School of Information
Previously School of Library & Information Studies
Emanuel Goldberg, 1881-1970:
Pioneer of Information Science.
Emanuel Goldberg (Portrait)
was born in Moscow, Russia, in 1881,
inventor, and industrialist who contributed to almost all aspects of
imaging technology in the first half of the twentieth century:
photographic sensitometry, reprographics, standardized film speeds,
color printing (moiré effect), aerial photography,
extreme microphotography (microdots), optics, camera design
(the Contax), the important, early hand-held
Kinamo movie camera,
and early television
technology. He received his doctorate from
Wilhelm Ostwald's institute in Leipzig in
The "Goldberg condition" is a design principle for photography and
movie sound tracks.
In 1933, when head of the world's largest camera firm, Zeiss
Ikon in Dresden, Germany, he was kidnapped by Nazis and disappeared
into oblivion. In fact, he went first to Paris and then to Tel Aviv,
where he set up a precision instruments workshop, which became a major
Israeli firm, El-Op.
Goldberg in workshop, 1943).
He died in Tel Aviv in 1970.
In 1931 he demonstrated in Dresden, London and Paris a
which combined photocell,
and microfilm for document retrieval.
His paper on it was apparently last cited in 1938.
Vannevar Bush attempted to build a similar machine in 1938-1940, calling
it a Microfilm Rapid Selector. Bush's fantasy on what such a machine
might do, "As we may think", became famous. Goldberg and his machine
(Article on Goldberg, Bush, and retrieval).
Goldberg lived in distant worlds during exciting times: Czarist
Russia; the Kingdom of Saxony; the Weimar Republic; Palestine
under the Mandate. He did not reminisce much, even to his children;
the records of his firms were destroyed by bombing (Dresden) and
flood (Israel); his writings are often in obscure German publications;
he burned most of his own papers. His successors (Nazis and communists)
did not honor Jewish capitalists. Some contributions in Israel are
still classified. Selected reading:
Biography: Emanuel Goldberg and his Knowledge Machine: Information, Invention, and
Political Forces, by Michael Buckland. (Libraries Unlimited, 2006). See
***NEW***Leif Allendorf video: Emanuel Goldberg oder Die Suchmaschine von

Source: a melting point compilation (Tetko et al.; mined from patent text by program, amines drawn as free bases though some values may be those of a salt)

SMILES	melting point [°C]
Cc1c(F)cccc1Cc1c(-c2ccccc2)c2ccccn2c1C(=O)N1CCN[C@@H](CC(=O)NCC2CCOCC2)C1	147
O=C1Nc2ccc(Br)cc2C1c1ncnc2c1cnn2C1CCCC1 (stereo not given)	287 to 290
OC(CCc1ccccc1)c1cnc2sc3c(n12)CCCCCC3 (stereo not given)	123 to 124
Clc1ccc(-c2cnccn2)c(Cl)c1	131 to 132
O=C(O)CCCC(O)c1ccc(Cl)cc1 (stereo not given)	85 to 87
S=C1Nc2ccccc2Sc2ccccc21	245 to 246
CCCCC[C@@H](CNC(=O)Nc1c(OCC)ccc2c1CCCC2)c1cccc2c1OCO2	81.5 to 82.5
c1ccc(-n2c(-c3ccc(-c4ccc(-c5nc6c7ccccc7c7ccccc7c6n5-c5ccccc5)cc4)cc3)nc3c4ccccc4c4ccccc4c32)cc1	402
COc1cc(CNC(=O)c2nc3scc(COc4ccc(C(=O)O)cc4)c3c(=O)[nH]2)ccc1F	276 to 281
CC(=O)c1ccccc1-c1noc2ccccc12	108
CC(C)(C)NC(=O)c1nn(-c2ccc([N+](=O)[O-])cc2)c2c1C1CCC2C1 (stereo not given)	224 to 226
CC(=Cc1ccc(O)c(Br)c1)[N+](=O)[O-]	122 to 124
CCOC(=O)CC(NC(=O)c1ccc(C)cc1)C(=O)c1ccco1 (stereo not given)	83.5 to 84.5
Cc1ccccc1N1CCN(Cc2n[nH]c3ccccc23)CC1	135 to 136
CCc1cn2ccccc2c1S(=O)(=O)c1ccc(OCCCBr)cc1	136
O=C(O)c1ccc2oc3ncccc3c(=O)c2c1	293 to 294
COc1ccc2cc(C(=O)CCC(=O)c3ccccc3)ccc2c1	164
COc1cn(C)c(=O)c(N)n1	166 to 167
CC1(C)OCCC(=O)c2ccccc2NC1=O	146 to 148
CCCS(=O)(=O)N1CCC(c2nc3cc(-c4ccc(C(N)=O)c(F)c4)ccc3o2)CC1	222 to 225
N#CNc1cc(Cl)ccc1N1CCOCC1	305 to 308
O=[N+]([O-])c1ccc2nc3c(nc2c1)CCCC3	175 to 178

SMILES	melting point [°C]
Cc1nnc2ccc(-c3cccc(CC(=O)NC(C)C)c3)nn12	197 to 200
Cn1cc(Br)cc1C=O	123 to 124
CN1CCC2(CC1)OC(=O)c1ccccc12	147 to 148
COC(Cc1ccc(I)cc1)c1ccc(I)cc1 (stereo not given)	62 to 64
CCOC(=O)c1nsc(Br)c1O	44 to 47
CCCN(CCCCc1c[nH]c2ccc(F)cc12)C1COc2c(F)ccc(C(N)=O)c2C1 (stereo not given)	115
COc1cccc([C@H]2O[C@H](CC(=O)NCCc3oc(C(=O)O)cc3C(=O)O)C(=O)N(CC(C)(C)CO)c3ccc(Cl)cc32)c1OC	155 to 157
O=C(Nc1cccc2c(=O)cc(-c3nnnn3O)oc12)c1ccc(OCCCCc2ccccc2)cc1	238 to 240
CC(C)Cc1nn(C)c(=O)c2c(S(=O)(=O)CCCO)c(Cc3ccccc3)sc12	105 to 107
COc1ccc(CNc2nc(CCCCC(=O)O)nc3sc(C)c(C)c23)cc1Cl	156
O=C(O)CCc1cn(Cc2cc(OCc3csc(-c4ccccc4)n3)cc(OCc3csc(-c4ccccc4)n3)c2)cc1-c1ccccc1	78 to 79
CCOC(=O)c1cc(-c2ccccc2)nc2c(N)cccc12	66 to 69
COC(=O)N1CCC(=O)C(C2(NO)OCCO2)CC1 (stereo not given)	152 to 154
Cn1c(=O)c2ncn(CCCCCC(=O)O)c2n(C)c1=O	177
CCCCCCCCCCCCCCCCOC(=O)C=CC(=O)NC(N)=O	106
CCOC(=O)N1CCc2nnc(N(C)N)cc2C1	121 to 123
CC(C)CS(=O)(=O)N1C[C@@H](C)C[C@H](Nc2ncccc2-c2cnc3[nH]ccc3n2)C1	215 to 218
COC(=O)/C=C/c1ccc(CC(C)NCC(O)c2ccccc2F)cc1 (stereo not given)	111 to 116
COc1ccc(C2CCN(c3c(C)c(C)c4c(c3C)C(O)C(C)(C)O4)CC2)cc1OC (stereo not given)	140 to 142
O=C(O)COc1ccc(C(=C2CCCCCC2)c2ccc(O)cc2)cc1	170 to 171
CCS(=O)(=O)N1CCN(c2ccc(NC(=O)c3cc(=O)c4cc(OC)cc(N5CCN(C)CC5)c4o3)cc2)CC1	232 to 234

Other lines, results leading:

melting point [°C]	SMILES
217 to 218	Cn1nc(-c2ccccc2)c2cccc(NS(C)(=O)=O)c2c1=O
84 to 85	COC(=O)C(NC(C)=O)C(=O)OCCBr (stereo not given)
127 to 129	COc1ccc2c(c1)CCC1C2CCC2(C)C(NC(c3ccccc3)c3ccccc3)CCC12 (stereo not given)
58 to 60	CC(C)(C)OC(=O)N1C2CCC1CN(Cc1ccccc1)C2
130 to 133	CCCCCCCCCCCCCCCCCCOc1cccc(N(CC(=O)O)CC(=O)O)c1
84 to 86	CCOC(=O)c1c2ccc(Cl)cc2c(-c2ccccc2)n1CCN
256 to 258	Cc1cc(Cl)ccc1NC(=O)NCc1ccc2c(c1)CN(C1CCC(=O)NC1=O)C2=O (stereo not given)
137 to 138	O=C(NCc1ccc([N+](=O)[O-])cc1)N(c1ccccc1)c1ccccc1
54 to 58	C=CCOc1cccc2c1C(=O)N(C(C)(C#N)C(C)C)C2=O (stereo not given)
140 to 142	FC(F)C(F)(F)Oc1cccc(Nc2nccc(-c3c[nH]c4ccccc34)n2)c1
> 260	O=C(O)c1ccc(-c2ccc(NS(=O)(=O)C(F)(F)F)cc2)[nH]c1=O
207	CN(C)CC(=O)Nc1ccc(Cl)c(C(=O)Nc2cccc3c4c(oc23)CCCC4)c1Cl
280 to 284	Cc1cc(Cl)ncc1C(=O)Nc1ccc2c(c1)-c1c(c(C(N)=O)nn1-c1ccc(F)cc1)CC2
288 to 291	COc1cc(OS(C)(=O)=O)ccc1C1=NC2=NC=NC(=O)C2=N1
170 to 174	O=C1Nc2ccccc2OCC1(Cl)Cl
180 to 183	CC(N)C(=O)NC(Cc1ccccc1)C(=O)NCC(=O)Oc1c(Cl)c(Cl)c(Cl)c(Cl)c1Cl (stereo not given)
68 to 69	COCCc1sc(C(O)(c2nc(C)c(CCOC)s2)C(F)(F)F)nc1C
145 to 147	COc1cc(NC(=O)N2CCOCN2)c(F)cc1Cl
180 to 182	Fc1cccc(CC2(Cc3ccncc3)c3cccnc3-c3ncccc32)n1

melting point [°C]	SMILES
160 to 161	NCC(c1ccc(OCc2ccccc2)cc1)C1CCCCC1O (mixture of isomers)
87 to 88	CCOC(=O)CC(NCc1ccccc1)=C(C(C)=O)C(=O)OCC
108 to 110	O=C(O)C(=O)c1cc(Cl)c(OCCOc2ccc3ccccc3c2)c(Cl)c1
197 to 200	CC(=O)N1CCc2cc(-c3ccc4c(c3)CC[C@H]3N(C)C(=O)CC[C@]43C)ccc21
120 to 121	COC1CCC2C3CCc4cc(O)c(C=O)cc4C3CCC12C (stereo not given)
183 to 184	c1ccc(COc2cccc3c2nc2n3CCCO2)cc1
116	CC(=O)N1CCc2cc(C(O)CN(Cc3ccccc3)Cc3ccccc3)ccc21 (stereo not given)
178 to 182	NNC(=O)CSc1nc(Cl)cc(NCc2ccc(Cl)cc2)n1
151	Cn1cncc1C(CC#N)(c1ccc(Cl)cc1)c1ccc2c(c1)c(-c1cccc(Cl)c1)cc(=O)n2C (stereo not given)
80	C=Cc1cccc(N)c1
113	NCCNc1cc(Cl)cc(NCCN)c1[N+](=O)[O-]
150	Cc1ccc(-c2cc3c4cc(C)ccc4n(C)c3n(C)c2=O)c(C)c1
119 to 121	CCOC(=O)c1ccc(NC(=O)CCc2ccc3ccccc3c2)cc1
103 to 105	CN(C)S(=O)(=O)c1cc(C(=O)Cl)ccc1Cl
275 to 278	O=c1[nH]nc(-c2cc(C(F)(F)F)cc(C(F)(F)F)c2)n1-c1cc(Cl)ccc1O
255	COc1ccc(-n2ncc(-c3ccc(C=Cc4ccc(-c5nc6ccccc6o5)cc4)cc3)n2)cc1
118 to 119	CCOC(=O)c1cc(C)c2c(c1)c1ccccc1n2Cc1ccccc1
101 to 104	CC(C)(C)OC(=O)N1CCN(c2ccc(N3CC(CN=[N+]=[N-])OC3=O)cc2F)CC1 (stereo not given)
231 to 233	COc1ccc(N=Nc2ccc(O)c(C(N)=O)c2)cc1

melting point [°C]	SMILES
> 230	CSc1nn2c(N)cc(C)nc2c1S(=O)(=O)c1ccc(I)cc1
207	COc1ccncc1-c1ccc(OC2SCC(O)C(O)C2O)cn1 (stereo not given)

***NEW*** German edition entitled:
Vom Mikrofilm zur Wissensmaschine: Emanuel Goldberg zwischen Medientechnik
und Politik. Avinus Verlag, Berlin, 2010. ISBN 978-3-86938-015-5.
***NEW*** S. Gilgenkrantz. Grandeur et vicissitudes de deux grandes
compagnies d'optique allemande. III. Zeiss Ikon et l'elimination d'Emanuel Goldberg.
M/S : médecine/sciences : revue internationale des sciences biomédicales
Vol 27, no 5 (mai 2011): 541-545.
M. Buckland. Ivens, Goldberg and the Kinamo. The Ivens Magazine.
European Foundation Joris Ivens, Nr 14-15 (July 2009): 16-20.
M. Buckland. The Kinamo movie camera. Zeiss Historica: Journal of the Zeiss
Historica Society 30, no. 1 (Spring 2009): 5-10.
Wikipedia entry at en.wikipedia.org/wiki/Emanuel_Goldberg.
Goldberg film program, Kino Arsenal, Berlin, March 9, 2009, 7:00 p.m. Scroll down
announcement for English translation.
M. Buckland, The Kinamo camera, Emanuel Goldberg, and
Joris Ivens. Film History 20, no, 1 (2008): 49-58. Text.
M. Buckland. Histories,
Heritages, and the Past: The Case of
Emanuel Goldberg. (CHF Conference, 2002).
Emanuel Goldberg, 1881-1970: Ein Lebensbild.
Emanuel Goldberg, electronic document retrieval,
and Vannevar Bush's Memex.
Journal of the American Society for
Information Science 43 (1992): 284-94.
M. Buckland. On the cultural and intellectual context of European Documentation in the early
twentieth century. Chapter 2, pp 44-57, in: European Modernism and the Information
Society: informing the present, understanding the past, ed. W. Boyd Rayward. Aldershot, UK:
The retrieval problem in photography (1932).
Translation & notes by M. Buckland. Journal of the American
Society for Information Science 43 (1992): 295-298.
Zeiss Ikon and television: Fernseh AG.
Zeiss Historica 17 (1995): 17-19.
M. Buckland. Zeiss Ikon's "Statistical Machine".
Zeiss Historica 17 (1995): 6-7.
For the Zeiss companies see the Zeiss Historica Society website
or to Michael Buckland's